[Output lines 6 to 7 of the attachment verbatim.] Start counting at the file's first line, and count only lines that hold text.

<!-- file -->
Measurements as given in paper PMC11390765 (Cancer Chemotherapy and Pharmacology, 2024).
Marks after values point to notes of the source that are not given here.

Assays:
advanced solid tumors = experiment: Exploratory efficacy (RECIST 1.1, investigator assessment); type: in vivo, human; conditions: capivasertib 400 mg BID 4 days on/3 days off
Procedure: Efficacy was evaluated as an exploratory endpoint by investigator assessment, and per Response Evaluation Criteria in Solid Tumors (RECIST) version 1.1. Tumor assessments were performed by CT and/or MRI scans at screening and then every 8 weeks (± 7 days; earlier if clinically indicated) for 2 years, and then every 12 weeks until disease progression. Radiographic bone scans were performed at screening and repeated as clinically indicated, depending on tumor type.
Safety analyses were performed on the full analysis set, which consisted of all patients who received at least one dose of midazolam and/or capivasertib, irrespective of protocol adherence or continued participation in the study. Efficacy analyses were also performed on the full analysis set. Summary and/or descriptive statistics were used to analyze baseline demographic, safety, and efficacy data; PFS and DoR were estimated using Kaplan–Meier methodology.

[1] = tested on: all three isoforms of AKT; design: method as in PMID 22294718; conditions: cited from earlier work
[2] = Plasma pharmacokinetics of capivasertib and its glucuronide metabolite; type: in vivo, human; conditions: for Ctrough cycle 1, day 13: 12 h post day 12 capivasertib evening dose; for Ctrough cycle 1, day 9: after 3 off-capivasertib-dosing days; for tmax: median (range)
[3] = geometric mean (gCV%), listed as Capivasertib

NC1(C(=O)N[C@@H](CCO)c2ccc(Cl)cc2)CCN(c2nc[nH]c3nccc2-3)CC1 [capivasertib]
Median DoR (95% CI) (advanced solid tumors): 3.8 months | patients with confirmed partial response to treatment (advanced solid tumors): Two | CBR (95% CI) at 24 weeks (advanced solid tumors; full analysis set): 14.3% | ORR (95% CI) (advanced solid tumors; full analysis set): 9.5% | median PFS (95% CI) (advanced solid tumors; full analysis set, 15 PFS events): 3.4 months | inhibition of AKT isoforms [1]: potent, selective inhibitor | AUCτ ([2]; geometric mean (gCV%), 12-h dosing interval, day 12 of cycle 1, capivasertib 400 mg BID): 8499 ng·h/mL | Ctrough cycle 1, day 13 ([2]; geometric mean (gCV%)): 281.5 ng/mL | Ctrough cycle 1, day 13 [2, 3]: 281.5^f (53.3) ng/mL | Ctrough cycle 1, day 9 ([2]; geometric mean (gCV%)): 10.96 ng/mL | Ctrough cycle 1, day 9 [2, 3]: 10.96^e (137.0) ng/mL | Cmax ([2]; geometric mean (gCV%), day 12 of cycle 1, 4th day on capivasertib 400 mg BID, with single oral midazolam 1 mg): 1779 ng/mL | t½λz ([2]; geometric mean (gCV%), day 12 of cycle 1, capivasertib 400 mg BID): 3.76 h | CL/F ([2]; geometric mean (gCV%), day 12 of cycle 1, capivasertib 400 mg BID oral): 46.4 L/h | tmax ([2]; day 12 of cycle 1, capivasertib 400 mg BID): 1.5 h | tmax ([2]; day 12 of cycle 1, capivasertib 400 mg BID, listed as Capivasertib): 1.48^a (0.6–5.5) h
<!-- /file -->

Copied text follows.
Safety analyses were performed on the full analysis set, which consisted of all patients who received at least one dose of midazolam and/or capivasertib, irrespective of protocol adherence or continued participation in the study. Efficacy analyses were also performed on the full analysis set. Summary and/or descriptive statistics were used to analyze baseline demographic, safety, and efficacy data; PFS and DoR were estimated using Kaplan–Meier methodology.

[1] = tested on: all three isoforms of AKT; design: method as in PMID 22294718; conditions: cited from earlier work